In 1973, PBS aired what is widely considered to be the first reality television show, "An American Family." This is a satire of that miniseries.
Documentary filmmaker Albert Brooks (as himself) wants to turn the cameras on an ordinary American family that has no ties to Hollywood or the film industry. He chooses the Yeager clan from Phoenix, Arizona. Led by Warren and Jeannette (Charles Grodin and Frances Lee McCain), the family starts with simple interactions with the crew before quickly realizing they're in over their heads. The family is always aware of where the cameras are and are careful of what they say in front of them. The pressure soon starts to boil over. At his veterinary practice, Warren commits a fatal mistake. The death of a family member has a negative impact on Jeannette. All the while, Albert, the cameramen and the scientists studying the family are constantly hanging around, not allowing the Yeagers to lead the normal life they wanted to. Luckily for them, it blows up in the studio's face.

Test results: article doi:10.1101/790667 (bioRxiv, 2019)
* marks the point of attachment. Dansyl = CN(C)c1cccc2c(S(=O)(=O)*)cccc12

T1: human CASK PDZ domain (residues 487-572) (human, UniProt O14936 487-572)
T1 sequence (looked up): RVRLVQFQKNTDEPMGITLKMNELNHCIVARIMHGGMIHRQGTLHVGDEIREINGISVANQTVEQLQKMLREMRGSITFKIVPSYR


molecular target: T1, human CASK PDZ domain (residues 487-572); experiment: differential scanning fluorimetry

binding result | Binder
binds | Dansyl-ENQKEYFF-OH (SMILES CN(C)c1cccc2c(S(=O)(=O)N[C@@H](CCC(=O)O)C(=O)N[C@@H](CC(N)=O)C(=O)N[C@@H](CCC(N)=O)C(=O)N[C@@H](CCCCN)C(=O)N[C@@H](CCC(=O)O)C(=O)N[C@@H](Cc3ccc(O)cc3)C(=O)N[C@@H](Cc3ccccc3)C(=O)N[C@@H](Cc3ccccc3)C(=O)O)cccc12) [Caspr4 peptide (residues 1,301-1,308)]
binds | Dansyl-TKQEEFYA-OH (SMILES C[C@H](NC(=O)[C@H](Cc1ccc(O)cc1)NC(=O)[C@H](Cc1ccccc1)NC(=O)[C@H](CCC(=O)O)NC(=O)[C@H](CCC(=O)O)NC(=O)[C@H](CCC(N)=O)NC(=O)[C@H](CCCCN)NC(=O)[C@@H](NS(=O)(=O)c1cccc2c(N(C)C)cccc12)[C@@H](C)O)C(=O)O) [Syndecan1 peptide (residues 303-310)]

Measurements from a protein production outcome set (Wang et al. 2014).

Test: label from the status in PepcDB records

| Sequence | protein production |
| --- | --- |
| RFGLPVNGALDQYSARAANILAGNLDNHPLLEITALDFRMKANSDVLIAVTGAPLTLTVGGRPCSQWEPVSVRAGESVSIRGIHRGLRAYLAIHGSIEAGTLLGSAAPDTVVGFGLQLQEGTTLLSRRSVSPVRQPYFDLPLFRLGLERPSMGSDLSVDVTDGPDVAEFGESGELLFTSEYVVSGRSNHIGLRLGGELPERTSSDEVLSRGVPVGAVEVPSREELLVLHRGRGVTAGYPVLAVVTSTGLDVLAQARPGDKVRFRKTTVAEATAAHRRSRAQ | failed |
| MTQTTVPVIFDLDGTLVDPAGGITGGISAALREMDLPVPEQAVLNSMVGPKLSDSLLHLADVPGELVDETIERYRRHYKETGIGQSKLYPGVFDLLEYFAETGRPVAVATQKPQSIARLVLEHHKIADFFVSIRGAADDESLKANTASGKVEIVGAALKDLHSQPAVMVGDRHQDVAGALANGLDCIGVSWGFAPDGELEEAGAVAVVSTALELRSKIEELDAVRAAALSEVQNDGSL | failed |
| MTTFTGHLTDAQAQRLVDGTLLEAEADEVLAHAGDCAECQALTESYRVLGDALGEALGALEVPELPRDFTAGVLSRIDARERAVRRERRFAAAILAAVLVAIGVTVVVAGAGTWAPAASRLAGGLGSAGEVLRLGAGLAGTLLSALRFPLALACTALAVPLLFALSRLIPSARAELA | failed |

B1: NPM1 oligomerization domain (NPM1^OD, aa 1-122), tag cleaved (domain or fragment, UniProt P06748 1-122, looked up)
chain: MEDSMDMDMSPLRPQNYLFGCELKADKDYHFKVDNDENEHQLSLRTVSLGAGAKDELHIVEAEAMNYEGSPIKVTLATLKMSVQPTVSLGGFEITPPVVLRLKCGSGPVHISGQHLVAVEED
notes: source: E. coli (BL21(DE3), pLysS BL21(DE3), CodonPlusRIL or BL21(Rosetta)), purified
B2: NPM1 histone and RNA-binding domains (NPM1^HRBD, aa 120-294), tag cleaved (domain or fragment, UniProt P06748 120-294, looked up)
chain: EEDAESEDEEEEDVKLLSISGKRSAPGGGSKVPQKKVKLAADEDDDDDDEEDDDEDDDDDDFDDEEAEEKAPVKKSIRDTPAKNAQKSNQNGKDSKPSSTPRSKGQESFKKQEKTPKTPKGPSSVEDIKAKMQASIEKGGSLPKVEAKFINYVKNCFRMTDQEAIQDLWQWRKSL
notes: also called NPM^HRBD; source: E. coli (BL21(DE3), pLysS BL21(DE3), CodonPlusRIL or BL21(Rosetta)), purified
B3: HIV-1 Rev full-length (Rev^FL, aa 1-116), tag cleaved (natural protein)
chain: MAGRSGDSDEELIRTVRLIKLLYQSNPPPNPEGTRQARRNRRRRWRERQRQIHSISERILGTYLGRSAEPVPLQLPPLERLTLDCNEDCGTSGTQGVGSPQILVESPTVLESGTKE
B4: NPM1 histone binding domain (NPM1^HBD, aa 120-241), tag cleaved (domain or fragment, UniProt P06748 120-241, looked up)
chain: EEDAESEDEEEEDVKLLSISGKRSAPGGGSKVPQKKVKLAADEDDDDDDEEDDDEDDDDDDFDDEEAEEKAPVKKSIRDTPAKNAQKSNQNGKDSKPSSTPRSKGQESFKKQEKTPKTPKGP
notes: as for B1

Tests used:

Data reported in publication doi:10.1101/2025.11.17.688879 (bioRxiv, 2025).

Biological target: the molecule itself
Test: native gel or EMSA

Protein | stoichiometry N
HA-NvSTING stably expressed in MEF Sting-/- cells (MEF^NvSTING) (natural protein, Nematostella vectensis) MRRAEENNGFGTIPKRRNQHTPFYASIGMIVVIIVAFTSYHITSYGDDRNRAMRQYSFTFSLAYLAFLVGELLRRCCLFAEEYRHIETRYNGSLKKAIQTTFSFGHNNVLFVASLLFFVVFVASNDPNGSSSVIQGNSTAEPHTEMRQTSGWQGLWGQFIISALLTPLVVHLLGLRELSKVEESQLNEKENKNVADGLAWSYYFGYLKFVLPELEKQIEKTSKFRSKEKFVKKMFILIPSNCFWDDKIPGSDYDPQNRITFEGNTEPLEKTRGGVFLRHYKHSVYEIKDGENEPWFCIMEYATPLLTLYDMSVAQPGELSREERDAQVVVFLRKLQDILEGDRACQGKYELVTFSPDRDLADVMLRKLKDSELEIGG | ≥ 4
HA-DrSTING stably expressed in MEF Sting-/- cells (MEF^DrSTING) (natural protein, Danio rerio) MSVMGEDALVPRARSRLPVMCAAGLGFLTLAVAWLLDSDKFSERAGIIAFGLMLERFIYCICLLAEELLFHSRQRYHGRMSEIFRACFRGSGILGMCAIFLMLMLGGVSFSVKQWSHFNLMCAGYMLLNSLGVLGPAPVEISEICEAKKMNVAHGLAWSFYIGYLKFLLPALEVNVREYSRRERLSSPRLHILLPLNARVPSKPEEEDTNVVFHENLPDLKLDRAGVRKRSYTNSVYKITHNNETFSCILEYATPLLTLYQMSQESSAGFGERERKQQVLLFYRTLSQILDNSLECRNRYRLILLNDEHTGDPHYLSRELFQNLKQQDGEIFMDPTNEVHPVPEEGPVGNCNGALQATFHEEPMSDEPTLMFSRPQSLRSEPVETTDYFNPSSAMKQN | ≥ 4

I love this mockumentary more for what it correctly predicted about the future of reality TV than the actual film itself. Everything from the digital filmmaking to media obsession to the get-rich-quick lifestyle to staged incidents, Albert Brooks accurately predicts what is to come in the future of television. The movie itself strays a bit from the central focus and drags at parts, but it had plenty of tongue-in-cheek hilarity to make up for what it lacked. Watch this and you'll realize what I'm talking about. Grade: A-
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